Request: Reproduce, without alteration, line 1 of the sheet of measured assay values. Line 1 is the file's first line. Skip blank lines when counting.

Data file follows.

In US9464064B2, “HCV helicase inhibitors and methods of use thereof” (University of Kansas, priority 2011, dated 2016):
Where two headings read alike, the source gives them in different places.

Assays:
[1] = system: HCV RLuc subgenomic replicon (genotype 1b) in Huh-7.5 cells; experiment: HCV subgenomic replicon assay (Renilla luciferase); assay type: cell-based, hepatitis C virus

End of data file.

In US9464064B2, “HCV helicase inhibitors and methods of use thereof” (University of Kansas, priority 2011, dated 2016):